UNIVERSITY PARK - Penn State's previous coaching staff couldn't decide what to do with Alex Kenney, but new coach Bill O'Brien made a quick determination about the former State College Area High School track star.
"He said that normally track guys play offense," Kenney said. "Track guys run forward, so it made a lot of sense to play offense."
Kenney was recruited as a receiver but spent his first two seasons at PSU shuffling back and forth between wideout and defensive back. The redshirt sophomore said he made the move four different times, had no say in the process at any point and called it "very frustrating."
Mirror photo by J.D. Cavrich
State College product Alex Kenney was shuttled between offense and defense four different times under Joe Paterno’s staff, but new coach Bill O’Brien quickly
decided Kenney would be a wide receiver.
Now Kenney is on offense to stay - or at least he hopes that's the case - and the speedster has a chance to emerge as an impact playmaker on a receiving corps that's long on athletic ability but short on experience.
Derek Moye (45 catches last season) graduated and is now with the New Orleans Saints. Devon Smith (25 catches) left the team for personal reasons and transferred to Marshall. And in a surprising development, senior Justin Brown (35 catches) left PSU and transferred to Oklahoma.
The Lions not only lost their top three receivers from 2011, the statistics of the players they have coming back are troubling, to say the least. All players left on the roster combined to catch just 23 passes last year, and no returning player had more than five receptions (junior Shawney Kersey and senior running back Michael Zordich caught five apiece).
Penn State is expected to throw a lot and have a more sophisticated passing attack under O'Brien, but exactly who will be catching most of Matt McGloin's passes is one of the team's biggest question marks entering the season.
"Stats might not say it, but I think as a group and within the group we definitely know that we can go out there and play ball," sophomore Allen Robinson said.
"We feel good about the wide receivers," O'Brien said before later adding, "Specifically with that position, we have Shawney Kersey, Allen Robinson. These guys are 6-3, they both can run, jump, they have great hands. They're good competitors. They're tough."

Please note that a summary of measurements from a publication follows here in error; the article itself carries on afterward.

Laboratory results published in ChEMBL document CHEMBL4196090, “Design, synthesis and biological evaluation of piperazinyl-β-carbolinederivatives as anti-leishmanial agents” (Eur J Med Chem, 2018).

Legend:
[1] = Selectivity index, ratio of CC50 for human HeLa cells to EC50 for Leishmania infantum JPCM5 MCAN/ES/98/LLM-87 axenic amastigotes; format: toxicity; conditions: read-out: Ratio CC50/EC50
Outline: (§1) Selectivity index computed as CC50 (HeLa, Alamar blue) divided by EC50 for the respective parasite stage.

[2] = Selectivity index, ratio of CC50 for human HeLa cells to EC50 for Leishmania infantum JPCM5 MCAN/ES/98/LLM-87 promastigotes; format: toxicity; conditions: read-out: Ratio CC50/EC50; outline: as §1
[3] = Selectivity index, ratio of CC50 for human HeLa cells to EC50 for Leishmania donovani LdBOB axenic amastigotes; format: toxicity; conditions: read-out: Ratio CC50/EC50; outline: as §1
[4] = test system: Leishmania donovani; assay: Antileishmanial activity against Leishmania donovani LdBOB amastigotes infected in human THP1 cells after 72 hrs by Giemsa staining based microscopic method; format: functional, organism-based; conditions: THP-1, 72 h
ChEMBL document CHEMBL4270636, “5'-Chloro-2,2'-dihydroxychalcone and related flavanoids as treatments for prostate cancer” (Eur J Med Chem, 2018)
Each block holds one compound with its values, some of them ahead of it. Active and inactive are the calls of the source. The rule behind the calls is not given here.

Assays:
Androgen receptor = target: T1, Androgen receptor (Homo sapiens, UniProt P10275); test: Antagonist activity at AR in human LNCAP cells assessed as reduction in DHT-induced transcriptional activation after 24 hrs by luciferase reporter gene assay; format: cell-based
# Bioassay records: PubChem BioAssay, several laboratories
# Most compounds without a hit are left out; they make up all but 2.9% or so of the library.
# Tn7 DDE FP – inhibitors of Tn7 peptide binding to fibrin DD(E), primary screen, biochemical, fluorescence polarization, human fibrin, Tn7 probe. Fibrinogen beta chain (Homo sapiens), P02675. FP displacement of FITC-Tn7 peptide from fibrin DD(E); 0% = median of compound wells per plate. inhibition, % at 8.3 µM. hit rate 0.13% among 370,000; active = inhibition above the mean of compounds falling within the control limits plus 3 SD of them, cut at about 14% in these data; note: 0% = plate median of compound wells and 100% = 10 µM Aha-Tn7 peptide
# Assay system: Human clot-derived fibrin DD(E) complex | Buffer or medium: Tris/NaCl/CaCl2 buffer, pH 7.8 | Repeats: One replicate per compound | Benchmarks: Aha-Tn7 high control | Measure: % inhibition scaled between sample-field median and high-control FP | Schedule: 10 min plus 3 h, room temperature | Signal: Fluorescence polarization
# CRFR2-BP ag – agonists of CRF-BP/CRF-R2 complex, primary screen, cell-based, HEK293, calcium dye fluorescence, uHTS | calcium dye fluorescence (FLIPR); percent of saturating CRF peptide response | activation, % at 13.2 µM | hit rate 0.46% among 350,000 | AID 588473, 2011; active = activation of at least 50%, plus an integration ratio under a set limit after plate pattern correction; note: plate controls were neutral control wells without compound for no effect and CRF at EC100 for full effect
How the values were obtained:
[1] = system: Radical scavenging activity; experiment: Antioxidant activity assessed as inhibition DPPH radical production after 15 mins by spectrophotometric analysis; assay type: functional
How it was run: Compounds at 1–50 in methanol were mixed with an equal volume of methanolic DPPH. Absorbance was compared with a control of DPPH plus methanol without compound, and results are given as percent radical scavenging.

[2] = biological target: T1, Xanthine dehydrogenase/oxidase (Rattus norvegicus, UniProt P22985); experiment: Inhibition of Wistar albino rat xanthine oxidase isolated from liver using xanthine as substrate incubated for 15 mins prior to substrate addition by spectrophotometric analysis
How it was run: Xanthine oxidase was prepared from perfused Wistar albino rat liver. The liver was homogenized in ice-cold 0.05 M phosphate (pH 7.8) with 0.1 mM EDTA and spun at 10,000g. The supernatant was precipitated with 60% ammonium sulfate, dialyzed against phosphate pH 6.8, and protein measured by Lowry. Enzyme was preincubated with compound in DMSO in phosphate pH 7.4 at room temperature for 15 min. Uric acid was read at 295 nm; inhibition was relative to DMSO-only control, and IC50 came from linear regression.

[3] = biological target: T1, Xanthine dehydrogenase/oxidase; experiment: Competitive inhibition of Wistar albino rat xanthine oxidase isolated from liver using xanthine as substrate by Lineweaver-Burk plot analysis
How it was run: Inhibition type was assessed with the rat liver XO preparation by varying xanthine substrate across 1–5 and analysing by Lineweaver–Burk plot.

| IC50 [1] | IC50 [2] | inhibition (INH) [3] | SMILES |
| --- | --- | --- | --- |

Kersey and Robinson figure to be the top receiving threats, but they are unproven with only eight catches combined last year. Junior Brandon Moseby-Felder had four receptions in 2011 and will be in the mix, along with junior Christian Kuntz (one catch), senior Evan Lewis and redshirt freshman Matt Zanellato.
Having Brown back would have helped take pressure off the rest of the receivers, although he had his struggles with drops last year.
"It was a little surprise," Robinson said of Brown's departure. "But at the end of the day, that's the decision that he made, and he felt it was best for him."
"Justin is a great receiver, and we wish him the best for where he's going," Kuntz said. "But Coach O'Brien is going to shape this offense around what we have. He's very good at picking out talent."
Because there's so much unproven talent, Kenney would seem to have as good of a chance as any to be a key contributor as a slot receiver this season. He said he's "much better at receiver" than defensive back, and he has the kind of speed to be dangerous if he can run good routes, get open and catch the ball.
Kenney holds the Pennsylvania indoor record in the 60 meters (6.80 seconds), plus he finished second in the state in the 100 meters (10.63) and third in the 200 meters (21.42) as a senior at State College in the 2010 PIAA championships. He also ran a PSU team-best 6.96 seconds in the 60 meters at the 2011 Big Ten Indoor championships.
Being from State College has given Kenney a lot of notoriety, with many Penn State fans asking frequent questions about his development and when he would see some playing time.
"Now my opportunity is here, so I'm going to make the best of it," Kenney said.
He humbly admitted he can't guarantee he will get a lot of playing time, but he knows that if he performs well in training camp that he "should be playing on Saturdays."
One thing that should help Penn State's receivers is O'Brien's heavy focus on the tight ends. There will be at least two and maybe even three on the field at all times, and as Kuntz said, "It's going to be tough for college coaches to scheme against us."
The receivers will enter the season as a question mark, but they'll have plenty of opportunities to prove people wrong in O'Brien's new passing attack.
"People didn't see this group do too much last year," Robinson said of the receivers. "But with the new offense that was brought in, I think definitely this group can start some fireworks."